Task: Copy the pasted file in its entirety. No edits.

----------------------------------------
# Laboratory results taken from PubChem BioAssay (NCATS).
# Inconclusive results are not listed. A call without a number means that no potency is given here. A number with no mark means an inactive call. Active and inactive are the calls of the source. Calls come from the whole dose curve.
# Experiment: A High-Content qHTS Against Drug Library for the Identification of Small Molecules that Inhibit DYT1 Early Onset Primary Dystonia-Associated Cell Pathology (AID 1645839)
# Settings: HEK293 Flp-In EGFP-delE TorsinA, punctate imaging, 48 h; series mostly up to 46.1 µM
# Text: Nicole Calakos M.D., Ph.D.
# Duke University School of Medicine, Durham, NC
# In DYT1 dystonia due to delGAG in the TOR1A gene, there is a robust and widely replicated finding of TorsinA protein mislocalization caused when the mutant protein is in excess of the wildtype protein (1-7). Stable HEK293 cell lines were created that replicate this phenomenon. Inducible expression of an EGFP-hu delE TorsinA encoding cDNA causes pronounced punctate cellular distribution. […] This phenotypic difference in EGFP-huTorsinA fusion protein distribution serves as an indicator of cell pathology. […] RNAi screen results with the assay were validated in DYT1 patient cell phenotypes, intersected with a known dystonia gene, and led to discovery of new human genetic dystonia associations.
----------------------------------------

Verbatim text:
# Laboratory results taken from PubChem BioAssay (NCATS).
# Inconclusive results are not listed. A call without a number means that no potency is given here. A number with no mark means an inactive call. Active and inactive are the calls of the source. Calls come from the whole dose curve.
# Experiment: A High-Content qHTS Against Drug Library for the Identification of Small Molecules that Inhibit DYT1 Early Onset Primary Dystonia-Associated Cell Pathology (AID 1645839)
# Settings: HEK293 Flp-In EGFP-delE TorsinA, punctate imaging, 48 h; series mostly up to 46.1 µM
# Text: Nicole Calakos M.D., Ph.D.
# Duke University School of Medicine, Durham, NC
# In DYT1 dystonia due to delGAG in the TOR1A gene, there is a robust and widely replicated finding of TorsinA protein mislocalization caused when the mutant protein is in excess of the wildtype protein (1-7). Stable HEK293 cell lines were created that replicate this phenomenon. Inducible expression of an EGFP-hu delE TorsinA encoding cDNA causes pronounced punctate cellular distribution. […] This phenotypic difference in EGFP-huTorsinA fusion protein distribution serves as an indicator of cell pathology. […] RNAi screen results with the assay were validated in DYT1 patient cell phenotypes, intersected with a known dystonia gene, and led to discovery of new human genetic dystonia associations.